Hendry's legacy with Cubs a mixed bag
Jim Hendry most likely will be remembered by Cubs fans as a guy who spent boatloads of money but couldn't buy a world championship.
Hendry's firing as general manager became official Friday, when team owner Tom Ricketts announced it to the media after informing Hendry on July 22.
Hendry, 56, was more an old-school type who liked the back-and-forth action with other GMs on trades.
And it was in the trade market, rather than in free agency, where Hendry enjoyed most of his success. After he took over in July 2002, Hendry traded for such players as Aramis Ramirez and Kenny Lofton, who helped the Cubs win the National League Central in 2003. The Cubs fell short of the World Series, falling in seven games to the Florida Marlins in the NL championship series.
He traded for first baseman Derrek Lee, who became a Cubs mainstay from 2004 until being traded himself last season. Hendry's coup de grace may have come on July 31, 2004, when he engineered a four-team deal that brought shortstop Nomar Garciaparra to the Cubs from the Boston Red Sox.
There were clunkers, too, such as sending good young pitchers to the Florida Marlins for center fielder Juan Pierre before the 2006 season. Pierre was one-and-done with the Cubs. The trade last winter of several prospects for pitcher Matt Garza was controversial, but Garza has pitched well for the Cubs.
After the disastrous 2006 season, the Tribune Co., aware it was about to sell the team, gave Hendry piles of money, and he spent it. The result was back-to-back division titles in 2007 and 2008, but the Cubs failed to win a playoff game, and they haven't returned to the playoffs since.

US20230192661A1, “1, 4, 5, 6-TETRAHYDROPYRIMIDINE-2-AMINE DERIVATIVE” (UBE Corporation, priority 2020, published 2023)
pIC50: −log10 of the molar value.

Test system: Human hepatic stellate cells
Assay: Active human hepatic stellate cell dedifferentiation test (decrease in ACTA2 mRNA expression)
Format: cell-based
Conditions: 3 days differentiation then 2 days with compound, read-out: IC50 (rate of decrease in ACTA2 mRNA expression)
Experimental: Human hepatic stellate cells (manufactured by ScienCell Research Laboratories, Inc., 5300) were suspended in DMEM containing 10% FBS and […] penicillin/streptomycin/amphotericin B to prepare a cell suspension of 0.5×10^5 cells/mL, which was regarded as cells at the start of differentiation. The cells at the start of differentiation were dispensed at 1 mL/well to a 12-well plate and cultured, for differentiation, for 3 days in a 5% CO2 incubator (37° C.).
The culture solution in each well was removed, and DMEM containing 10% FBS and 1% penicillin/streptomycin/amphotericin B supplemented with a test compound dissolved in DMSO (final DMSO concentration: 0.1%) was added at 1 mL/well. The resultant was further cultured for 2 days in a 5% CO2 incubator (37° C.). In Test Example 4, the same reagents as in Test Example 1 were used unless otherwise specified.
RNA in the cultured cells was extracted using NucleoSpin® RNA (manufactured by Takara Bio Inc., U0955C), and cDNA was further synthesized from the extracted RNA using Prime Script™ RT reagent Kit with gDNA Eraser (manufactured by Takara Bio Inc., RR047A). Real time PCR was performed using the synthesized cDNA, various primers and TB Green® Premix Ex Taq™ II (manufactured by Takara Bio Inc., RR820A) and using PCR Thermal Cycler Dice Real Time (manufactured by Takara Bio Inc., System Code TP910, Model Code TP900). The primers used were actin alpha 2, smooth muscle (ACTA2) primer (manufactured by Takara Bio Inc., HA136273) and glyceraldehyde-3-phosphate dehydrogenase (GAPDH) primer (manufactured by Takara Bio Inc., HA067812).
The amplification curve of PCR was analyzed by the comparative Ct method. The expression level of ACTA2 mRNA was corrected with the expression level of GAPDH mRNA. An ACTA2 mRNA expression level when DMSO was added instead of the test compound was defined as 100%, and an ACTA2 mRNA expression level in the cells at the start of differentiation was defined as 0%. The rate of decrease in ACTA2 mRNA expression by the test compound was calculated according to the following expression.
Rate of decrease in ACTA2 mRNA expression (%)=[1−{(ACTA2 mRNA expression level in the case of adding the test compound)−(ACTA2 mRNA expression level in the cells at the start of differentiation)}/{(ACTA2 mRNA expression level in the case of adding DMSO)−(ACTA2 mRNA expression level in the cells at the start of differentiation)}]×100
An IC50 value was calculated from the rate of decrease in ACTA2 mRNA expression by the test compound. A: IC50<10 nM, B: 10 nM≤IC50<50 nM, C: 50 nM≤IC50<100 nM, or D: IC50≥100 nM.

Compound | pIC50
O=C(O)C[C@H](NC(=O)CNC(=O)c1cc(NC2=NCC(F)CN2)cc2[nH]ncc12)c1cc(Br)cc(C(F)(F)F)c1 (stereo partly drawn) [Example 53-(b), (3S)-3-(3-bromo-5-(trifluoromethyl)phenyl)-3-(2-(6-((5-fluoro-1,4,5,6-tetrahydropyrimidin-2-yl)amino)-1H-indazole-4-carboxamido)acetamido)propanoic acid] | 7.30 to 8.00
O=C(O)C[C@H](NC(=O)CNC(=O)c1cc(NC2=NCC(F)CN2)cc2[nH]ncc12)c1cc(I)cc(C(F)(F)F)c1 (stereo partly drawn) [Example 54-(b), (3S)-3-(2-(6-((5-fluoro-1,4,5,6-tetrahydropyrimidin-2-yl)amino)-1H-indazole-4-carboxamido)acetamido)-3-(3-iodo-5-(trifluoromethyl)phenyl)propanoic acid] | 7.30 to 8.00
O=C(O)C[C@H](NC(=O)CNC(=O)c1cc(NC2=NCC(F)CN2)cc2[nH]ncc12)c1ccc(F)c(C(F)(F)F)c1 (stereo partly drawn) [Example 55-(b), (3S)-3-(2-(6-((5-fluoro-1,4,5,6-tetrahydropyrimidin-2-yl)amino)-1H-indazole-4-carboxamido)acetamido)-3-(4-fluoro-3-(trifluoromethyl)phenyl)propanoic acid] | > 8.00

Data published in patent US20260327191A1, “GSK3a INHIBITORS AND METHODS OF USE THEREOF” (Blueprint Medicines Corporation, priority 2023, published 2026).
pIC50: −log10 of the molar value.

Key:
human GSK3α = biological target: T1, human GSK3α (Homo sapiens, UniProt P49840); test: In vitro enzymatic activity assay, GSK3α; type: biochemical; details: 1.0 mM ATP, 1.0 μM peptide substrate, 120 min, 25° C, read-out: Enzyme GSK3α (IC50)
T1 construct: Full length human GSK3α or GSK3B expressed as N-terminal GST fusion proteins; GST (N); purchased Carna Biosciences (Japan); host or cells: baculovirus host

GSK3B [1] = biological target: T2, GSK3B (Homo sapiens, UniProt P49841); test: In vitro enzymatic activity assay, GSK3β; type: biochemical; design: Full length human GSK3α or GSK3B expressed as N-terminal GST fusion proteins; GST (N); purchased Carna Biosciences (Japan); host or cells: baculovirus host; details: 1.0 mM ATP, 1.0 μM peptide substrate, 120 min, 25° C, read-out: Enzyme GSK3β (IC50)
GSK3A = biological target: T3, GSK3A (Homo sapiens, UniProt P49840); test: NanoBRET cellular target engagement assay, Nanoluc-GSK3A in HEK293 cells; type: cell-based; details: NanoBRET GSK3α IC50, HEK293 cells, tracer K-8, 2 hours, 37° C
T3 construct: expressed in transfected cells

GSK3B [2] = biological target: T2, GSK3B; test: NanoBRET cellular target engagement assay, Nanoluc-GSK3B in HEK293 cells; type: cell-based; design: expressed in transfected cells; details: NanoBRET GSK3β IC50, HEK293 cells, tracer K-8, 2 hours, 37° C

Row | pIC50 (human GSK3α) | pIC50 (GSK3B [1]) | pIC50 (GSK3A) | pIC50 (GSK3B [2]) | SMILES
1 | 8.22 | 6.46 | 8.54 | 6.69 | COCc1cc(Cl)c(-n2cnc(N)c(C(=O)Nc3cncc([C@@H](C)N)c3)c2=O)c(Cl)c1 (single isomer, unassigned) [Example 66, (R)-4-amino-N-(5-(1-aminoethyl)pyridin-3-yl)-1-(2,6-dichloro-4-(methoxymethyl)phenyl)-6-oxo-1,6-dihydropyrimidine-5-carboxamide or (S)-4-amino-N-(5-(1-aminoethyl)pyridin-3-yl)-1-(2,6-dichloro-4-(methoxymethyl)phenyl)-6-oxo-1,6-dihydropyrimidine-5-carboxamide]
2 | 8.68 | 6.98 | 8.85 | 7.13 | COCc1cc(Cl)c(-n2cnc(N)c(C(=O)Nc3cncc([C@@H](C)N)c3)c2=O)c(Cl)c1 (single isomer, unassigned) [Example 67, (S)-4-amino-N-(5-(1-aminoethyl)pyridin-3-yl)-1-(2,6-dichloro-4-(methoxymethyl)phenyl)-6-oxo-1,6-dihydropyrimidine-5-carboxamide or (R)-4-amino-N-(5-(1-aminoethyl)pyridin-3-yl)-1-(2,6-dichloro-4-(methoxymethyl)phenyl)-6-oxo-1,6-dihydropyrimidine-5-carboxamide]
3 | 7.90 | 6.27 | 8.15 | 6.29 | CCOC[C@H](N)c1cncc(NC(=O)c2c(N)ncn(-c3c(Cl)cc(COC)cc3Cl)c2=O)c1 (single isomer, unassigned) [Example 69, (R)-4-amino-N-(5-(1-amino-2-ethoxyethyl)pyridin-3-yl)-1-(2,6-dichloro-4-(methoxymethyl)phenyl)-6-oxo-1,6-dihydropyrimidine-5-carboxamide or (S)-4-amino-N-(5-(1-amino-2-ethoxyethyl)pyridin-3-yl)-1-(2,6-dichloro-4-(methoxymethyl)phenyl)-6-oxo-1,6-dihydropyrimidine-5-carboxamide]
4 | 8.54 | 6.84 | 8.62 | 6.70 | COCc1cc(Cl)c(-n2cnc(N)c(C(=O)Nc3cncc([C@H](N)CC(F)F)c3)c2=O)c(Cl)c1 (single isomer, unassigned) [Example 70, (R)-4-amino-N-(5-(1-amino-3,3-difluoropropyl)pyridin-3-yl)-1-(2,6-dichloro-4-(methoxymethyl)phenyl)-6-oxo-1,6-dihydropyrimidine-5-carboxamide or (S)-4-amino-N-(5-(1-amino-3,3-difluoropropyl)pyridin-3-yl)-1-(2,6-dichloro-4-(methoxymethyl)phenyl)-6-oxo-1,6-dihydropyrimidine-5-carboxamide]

The biggest deal went to Alfonso Soriano, who got eight years and $136 million in November 2006. The Cubs will try to trade Soriano after this year.
Pitcher Jason Marquis got three years and $21 million, and infielder Mark DeRosa got three years and $13 million. During the 2007 season, Hendry gave pitcher Carlos Zambrano a five-year, $91.5 million extension. Zambrano currently is on the disqualified list for bad behavior. After the 2007 season, Hendry signed Japanese outfielder Kosuke Fukudome to a four-year, $48 million deal. Hendry unloaded the moderately productive Fukudome to Cleveland last month.
Many of Hendry's free-agent deals contained no-trade clauses, which made it more difficult to move players.
"I've done nothing but be really consumed by the Cubs for a long time, sometimes to a fault, probably," Hendry said. "Probably my enthusiasm a few years back and my aggression to try to knock that door down probably led to a couple of decisions I shouldn't have made that ended up being not good for the organization, and certainly didn't turn into more wins."
Hendry also leaves a legacy of loyalty, both among players and front-office personnel.
Pitcher Kerry Wood, a longtime favorite of Cubs fans, came back to the team last winter for one year and $1.5 million after being away for two seasons. Wood and Hendry got the deal done essentially in one night, when Wood came to Chicago last December for former Cubs legend Ron Santo's funeral.
"It's a sad day, obviously," for me," said Wood, who came up through the minor leagues when Hendry was the scouting and farm director. "Going on 17 years, me and Jim having a relationship. Again, just a said day."
Wood termed Hendry not a "prototypical" general manager, which he meant in a good way. Part of what made Hendry different was that he often visited the clubhouse and talked with players. Wood said Hendry's farewell address to the team in the clubhouse was emotional, but he "got through it."
"I don't think you can ask for a better guy to be around and be able to talk to," Wood said. "It's important for players. Knowing his door was open all the time or you could call any time, you get that feeling from him. I'm not sure you get that from too many other guys."
Another pitcher, Ryan Dempster, was signed by Hendry in January 2004 coming off elbow surgery. Dempster has been the Cubs' closer and a starting pitcher since then.
"He always had the best in mind for the Cubs," Dempster said. "He signed me when I was broke and trying to get fixed. He took a flyer on me. I was happy I was able to go out there and do good by him."